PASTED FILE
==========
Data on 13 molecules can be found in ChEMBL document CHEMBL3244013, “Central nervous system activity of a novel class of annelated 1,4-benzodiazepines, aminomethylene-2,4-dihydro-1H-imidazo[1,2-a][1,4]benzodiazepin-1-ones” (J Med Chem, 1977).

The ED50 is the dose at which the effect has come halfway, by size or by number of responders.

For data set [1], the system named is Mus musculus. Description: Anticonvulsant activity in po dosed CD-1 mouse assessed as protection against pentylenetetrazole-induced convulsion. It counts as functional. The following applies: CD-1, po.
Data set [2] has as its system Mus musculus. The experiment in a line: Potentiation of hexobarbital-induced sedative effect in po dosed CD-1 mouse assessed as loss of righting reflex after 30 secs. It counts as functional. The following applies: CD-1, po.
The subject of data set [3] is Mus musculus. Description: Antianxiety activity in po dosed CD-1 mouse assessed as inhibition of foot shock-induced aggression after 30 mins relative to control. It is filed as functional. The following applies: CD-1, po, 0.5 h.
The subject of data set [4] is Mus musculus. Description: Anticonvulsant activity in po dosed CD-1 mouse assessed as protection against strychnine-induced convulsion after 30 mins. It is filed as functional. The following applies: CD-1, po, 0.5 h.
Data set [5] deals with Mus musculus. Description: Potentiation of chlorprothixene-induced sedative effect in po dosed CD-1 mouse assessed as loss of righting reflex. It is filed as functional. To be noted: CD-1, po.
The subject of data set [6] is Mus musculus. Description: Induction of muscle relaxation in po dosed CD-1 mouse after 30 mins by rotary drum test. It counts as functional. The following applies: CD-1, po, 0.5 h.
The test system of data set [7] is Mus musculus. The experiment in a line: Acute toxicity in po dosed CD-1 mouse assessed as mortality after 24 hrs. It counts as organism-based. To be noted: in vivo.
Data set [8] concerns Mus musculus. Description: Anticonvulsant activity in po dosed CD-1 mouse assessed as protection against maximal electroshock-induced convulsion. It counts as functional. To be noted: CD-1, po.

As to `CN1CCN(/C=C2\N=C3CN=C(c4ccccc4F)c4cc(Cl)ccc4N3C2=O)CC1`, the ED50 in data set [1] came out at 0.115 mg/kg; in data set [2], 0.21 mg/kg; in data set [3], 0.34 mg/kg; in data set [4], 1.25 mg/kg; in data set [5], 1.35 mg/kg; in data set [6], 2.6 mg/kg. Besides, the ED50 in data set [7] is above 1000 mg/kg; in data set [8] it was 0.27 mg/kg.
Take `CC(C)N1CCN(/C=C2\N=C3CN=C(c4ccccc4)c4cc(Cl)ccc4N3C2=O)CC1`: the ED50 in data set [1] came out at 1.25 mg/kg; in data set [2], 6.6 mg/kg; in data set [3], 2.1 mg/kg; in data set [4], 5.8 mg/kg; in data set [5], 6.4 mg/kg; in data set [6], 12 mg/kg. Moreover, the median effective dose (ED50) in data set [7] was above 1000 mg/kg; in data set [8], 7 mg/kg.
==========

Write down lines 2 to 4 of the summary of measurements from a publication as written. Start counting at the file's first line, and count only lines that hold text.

The ED50 is the dose at which the effect has come halfway, by size or by number of responders.

For data set [1], the system named is Mus musculus. Description: Anticonvulsant activity in po dosed CD-1 mouse assessed as protection against pentylenetetrazole-induced convulsion. It counts as functional. The following applies: CD-1, po.
Data set [2] has as its system Mus musculus. The experiment in a line: Potentiation of hexobarbital-induced sedative effect in po dosed CD-1 mouse assessed as loss of righting reflex after 30 secs. It counts as functional. The following applies: CD-1, po.